The judiciaries shall have control judges who shall immediately and by any means solve the precautionary measures requests and investigation techniques, ensuring compliance with the rights of the accused and the victims. An authentic registry of all the communications between judges and the Public Prosecution Service and other competent authorities shall be kept.


    Authorized telephone tapping and interception of communications shall be subjected to the requirements and limitations set forth in the law. The results of telephone tapping and interception of communications that do not comply with the aforesaid requirements will not be admitted as evidence.

    Administrative authorities shall have powers to search private households only in order to enforce sanitary and police regulations. Administrative authorities can require the accounts books and documents to corroborate compliance with fiscal provisions, following the procedures and formalities established for search warrants.

    The sealed correspondence circulating through the mail shall be exempt from any search and the violation thereof shall be punishable by the law.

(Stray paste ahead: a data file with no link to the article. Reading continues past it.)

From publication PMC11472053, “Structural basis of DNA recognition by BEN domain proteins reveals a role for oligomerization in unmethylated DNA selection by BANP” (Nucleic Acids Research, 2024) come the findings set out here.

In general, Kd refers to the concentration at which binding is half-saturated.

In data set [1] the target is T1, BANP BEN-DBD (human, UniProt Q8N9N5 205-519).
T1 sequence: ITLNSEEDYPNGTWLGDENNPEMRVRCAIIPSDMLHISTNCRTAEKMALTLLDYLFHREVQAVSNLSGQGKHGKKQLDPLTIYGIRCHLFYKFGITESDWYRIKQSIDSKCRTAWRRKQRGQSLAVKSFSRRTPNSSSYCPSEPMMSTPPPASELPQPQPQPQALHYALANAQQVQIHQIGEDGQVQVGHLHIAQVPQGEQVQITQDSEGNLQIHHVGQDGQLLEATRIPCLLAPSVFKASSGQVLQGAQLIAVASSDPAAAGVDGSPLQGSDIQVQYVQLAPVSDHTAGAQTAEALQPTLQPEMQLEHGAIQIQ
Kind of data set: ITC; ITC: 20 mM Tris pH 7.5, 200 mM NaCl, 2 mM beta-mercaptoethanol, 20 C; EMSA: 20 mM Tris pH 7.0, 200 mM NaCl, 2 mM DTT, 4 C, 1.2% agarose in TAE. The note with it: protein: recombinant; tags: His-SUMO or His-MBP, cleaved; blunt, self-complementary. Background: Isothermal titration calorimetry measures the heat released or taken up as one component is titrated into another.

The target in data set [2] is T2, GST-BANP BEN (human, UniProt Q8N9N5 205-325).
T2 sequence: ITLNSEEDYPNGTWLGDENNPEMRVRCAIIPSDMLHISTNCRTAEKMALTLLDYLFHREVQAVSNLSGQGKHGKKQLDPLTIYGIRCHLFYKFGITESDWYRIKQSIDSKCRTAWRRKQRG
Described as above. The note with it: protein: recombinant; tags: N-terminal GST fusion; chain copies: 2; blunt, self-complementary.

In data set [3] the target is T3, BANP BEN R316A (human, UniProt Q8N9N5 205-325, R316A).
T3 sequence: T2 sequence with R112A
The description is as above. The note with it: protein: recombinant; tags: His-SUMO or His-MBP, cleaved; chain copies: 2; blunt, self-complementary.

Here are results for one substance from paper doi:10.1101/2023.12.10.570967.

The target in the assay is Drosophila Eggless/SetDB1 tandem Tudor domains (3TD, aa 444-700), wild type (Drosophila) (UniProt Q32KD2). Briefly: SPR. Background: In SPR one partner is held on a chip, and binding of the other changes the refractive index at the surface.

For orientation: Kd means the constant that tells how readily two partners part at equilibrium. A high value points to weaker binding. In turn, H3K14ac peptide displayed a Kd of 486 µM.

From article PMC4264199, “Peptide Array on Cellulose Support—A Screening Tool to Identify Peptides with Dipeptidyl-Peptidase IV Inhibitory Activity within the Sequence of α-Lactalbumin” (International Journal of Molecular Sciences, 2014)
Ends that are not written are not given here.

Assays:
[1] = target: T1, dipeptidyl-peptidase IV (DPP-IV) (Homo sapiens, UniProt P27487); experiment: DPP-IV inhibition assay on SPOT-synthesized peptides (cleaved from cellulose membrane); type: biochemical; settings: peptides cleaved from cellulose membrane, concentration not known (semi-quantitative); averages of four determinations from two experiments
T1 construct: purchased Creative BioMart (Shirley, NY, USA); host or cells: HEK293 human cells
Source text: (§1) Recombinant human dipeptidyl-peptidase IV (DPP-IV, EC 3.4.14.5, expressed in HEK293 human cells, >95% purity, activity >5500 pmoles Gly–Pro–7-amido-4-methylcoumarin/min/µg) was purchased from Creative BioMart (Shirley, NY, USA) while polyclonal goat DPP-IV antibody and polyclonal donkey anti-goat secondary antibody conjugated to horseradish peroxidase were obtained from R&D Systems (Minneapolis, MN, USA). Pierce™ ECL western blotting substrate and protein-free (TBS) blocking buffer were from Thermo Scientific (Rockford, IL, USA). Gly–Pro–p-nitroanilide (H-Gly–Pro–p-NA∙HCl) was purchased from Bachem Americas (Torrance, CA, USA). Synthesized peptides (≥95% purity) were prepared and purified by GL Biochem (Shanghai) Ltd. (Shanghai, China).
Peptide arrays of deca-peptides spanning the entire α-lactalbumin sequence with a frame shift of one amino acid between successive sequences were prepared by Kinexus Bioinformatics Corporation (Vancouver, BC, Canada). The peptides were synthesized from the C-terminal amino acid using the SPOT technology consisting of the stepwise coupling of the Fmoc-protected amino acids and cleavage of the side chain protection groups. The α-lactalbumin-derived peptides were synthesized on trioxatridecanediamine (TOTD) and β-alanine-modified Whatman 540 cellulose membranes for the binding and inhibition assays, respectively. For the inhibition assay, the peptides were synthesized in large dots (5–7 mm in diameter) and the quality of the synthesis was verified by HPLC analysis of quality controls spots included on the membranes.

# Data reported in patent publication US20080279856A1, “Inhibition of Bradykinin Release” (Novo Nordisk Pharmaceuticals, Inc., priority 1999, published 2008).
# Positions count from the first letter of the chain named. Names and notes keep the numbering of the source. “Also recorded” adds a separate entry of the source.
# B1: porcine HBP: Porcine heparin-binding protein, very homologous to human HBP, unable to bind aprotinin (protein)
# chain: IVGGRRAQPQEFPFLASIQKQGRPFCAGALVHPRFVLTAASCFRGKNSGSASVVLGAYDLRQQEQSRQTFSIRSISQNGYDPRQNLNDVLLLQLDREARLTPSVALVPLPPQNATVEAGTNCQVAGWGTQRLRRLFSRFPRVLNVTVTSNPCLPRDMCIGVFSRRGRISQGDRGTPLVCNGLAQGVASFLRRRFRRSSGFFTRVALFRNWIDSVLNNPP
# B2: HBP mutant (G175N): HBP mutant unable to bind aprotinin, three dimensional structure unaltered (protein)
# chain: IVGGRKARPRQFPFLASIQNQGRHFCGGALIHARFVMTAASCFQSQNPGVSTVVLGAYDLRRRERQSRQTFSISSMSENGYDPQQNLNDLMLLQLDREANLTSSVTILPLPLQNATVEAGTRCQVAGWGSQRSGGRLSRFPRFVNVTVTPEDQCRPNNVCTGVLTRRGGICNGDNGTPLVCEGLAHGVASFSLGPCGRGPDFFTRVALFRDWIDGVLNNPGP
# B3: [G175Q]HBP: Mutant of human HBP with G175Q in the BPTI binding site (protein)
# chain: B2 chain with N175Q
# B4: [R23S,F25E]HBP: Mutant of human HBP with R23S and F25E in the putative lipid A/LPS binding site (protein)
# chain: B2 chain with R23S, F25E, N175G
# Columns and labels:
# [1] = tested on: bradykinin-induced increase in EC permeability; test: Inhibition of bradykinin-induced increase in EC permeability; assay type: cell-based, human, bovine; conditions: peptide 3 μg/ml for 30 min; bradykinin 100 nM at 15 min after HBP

During peacetime, no member of the Army can be quartered in a private house against the owner's will not impose any requirements. 

    During a war, soldiers can demand lodging, baggage, food and other requirements in the terms set forth by the applicable martial law.

    Article 20

    Criminal proceedings will be accusatory and oral. It shall be ruled by the principles of open trial, contradiction, concentration, continuity and contiguity.

    A. General principles
    B. Defendant's rights
    C. Victim's rights

    Fraction V.

    The judge must keep in secret victim's identity and other personal data in the following cases: minor involved; rape, trafficking in persons, kidnap, organized crime; and when necessary to protect the victim, always respecting the defendant's rights.

    Article 73

    The Congress has the authority to: